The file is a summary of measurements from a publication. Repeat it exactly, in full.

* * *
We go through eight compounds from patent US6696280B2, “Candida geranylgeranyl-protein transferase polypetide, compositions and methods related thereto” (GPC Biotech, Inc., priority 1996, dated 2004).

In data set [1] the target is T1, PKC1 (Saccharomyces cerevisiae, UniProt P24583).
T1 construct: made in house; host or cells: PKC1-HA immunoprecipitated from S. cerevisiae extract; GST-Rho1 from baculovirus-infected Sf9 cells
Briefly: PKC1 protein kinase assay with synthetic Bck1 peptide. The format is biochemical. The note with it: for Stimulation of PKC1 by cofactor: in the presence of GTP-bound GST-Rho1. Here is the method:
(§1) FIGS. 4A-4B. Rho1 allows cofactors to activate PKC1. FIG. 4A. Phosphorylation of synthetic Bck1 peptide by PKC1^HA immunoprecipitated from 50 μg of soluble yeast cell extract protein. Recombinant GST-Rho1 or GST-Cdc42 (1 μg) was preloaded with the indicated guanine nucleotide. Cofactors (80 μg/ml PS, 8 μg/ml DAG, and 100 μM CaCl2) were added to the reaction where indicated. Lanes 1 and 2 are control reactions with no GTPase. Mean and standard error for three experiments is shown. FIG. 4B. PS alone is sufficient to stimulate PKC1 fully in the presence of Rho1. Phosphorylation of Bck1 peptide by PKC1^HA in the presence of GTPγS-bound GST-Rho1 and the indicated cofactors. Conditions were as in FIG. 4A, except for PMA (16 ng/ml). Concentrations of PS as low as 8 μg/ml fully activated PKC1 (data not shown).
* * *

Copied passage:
We go through eight compounds from patent US6696280B2, “Candida geranylgeranyl-protein transferase polypetide, compositions and methods related thereto” (GPC Biotech, Inc., priority 1996, dated 2004).

In data set [1] the target is T1, PKC1 (Saccharomyces cerevisiae, UniProt P24583).
T1 construct: made in house; host or cells: PKC1-HA immunoprecipitated from S. cerevisiae extract; GST-Rho1 from baculovirus-infected Sf9 cells
Briefly: PKC1 protein kinase assay with synthetic Bck1 peptide. The format is biochemical. The note with it: for Stimulation of PKC1 by cofactor: in the presence of GTP-bound GST-Rho1. Here is the method:
(§1) FIGS. 4A-4B. Rho1 allows cofactors to activate PKC1. FIG. 4A. Phosphorylation of synthetic Bck1 peptide by PKC1^HA immunoprecipitated from 50 μg of soluble yeast cell extract protein. Recombinant GST-Rho1 or GST-Cdc42 (1 μg) was preloaded with the indicated guanine nucleotide. Cofactors (80 μg/ml PS, 8 μg/ml DAG, and 100 μM CaCl2) were added to the reaction where indicated. Lanes 1 and 2 are control reactions with no GTPase. Mean and standard error for three experiments is shown. FIG. 4B. PS alone is sufficient to stimulate PKC1 fully in the presence of Rho1. Phosphorylation of Bck1 peptide by PKC1^HA in the presence of GTPγS-bound GST-Rho1 and the indicated cofactors. Conditions were as in FIG. 4A, except for PMA (16 ng/ml). Concentrations of PS as low as 8 μg/ml fully activated PKC1 (data not shown).